At any rate it is obvious, I think, that any imbalance requires at least two players, both of whom are necessarily to “blame” for the resulting imbalance. The point is to try to understand why and how the imbalance occurs. There is no question in my mind that loose monetary policy in the US and the fiscal cost of the Iraq war made it easier for the savings glut in one part of the world to balance a consumption “glut” in another, but without the excess savings driving the process the financing of the Iraq war would have created a very different set of outcomes.
The second point is, I think, easier to dismiss. The idea of a savings glut necessarily requires not an increase in global savings but rather a shift in the composition of global savings, in which the share of savings in the “glut” countries increases while the share of savings in the equilibrating countries decreases. It does not require, and in fact cannot require, an increase in total savings. In a closed system, like that of the global economy, capital and trade flows must balance. The only precondition, and hard evidence, we would need for a global savings glut is a major shift in the share of savings within the global economy and, ironically, Stephen Roach provides this very evidence in the same piece quoted above.
Alas, the devil is in the detail -- or, in this case, in the shifting composition of global saving and investment. Two main forces have been at work in reshaping this mix -- namely, a record plunge in the US saving rate matched by an equally large increase in the saving rate of the developing world, especially Asia. On the IMF’s basis, the US gross saving rate fell to 13.6% of GDP in 2004…That represents a 3.3 percentage point plunge from the 16.9% average that prevailed over the 1983 to 2000 period. By contrast, the IMF puts the saving rate in the developing world at 31.5% of its GDP in 2004 -- up a whopping 6.5 percentage points from its 1983 to 2000 norm of 25%. Reflecting the sharp increase in Chinese saving, developing Asia has led the way on the saving front; its overall saving rate is estimated to have surged to 38.2% in 2004 -- up dramatically from the 28.8% norm of the 1983 to 2000 interval.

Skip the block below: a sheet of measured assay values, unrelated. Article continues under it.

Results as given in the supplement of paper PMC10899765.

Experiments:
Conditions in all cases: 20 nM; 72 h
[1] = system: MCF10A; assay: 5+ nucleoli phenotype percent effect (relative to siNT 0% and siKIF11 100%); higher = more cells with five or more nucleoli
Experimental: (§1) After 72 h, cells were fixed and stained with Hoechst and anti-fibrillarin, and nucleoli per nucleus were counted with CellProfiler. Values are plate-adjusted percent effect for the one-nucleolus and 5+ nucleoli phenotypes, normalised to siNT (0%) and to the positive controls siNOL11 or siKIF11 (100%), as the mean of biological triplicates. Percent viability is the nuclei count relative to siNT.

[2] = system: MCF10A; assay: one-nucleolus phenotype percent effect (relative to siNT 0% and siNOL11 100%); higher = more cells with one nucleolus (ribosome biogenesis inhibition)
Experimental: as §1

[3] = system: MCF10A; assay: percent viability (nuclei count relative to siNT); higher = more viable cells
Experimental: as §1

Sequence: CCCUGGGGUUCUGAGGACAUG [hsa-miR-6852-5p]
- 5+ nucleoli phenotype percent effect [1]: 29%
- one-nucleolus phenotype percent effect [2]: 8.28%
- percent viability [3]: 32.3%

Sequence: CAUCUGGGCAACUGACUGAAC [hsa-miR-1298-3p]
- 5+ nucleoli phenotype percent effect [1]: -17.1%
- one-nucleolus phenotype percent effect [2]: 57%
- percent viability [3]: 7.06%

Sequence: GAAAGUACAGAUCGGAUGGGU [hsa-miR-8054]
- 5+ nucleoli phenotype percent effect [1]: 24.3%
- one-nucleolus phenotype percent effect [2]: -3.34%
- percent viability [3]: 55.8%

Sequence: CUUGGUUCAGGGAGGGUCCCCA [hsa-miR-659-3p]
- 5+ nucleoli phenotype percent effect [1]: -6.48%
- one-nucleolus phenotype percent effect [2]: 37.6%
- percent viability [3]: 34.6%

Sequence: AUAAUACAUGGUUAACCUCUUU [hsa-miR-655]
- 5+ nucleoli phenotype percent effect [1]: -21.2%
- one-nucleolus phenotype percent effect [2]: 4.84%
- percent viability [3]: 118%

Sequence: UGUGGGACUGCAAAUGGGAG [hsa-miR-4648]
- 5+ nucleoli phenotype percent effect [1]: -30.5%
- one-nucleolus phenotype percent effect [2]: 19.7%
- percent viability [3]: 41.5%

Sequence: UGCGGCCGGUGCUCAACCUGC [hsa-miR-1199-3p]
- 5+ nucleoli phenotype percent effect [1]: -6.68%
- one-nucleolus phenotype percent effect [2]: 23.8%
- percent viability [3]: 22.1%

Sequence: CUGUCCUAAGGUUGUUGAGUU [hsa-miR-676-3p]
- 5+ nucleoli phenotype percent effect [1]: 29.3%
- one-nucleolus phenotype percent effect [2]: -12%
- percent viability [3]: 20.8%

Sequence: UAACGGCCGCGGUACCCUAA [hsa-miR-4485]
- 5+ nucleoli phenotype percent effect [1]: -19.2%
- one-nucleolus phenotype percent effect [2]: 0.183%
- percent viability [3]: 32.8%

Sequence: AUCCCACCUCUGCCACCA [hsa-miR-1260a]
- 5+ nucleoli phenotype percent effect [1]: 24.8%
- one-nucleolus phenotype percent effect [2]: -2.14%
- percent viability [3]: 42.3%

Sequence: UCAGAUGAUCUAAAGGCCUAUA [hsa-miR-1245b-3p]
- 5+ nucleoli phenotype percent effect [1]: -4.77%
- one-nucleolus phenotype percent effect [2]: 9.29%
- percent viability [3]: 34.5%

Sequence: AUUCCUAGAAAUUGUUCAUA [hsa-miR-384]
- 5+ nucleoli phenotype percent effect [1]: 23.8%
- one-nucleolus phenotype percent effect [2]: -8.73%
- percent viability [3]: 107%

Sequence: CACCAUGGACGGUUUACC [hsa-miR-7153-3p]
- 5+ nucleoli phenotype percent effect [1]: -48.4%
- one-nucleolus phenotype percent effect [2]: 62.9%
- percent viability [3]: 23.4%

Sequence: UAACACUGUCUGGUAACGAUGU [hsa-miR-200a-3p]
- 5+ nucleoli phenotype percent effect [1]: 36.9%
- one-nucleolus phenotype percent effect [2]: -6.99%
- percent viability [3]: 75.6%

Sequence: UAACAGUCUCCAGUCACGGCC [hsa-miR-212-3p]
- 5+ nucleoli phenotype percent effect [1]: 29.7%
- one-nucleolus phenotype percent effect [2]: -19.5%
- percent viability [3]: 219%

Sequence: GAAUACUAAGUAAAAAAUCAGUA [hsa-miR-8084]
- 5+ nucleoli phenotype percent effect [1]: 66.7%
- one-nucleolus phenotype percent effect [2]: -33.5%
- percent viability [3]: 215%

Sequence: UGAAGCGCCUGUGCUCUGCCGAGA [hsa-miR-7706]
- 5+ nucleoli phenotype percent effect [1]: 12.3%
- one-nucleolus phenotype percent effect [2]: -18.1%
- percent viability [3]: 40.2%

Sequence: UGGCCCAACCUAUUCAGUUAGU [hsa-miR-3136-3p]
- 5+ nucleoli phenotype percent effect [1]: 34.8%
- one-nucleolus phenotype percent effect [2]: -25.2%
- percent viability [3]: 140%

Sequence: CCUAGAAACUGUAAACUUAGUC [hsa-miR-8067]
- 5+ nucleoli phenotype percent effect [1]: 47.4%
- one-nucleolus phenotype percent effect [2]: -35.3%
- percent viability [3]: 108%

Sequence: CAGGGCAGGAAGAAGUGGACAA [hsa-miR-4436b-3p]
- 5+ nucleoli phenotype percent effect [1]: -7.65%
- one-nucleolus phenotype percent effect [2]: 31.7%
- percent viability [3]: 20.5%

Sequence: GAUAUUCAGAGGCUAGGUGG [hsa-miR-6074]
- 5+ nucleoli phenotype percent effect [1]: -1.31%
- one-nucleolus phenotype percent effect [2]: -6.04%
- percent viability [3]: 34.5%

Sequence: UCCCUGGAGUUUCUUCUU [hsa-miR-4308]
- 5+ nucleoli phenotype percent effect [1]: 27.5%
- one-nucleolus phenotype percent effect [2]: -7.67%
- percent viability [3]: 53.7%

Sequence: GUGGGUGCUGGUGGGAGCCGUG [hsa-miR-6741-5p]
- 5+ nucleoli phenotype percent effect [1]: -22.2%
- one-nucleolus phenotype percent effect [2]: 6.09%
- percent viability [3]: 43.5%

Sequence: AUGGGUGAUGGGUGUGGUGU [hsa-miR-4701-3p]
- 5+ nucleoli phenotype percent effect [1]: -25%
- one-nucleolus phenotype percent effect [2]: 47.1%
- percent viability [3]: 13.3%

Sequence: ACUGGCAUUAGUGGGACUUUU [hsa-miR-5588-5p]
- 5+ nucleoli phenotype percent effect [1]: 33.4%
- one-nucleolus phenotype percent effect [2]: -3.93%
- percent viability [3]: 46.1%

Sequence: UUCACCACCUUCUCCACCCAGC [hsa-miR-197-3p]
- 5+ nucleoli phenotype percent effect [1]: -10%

That is exactly the point. A surge in Asian savings, reflecting especially a surge in Chinese savings, must lead either to a reduction in savings elsewhere or a significant slowdown in global growth. That is the source of the global imbalance and the justification of the global savings glut hypothesis.
What does all of this have to do with the Jorg Bibow paper that I mention in the very first line of this entry? Bibow also rejects the global savings glut hypothesis, but my understanding of his paper is that he agrees with much of what I understand the theory to be but rejects it on much narrower technical grounds – he claims that the saving glut hypothesis is based on the “fatally flawed” (his words) loanable funds theory. However his narrative of events seems very close to the one I and people like Brad Setser (also a proponent, I believe, of the global savings glut hypothesis) have developed.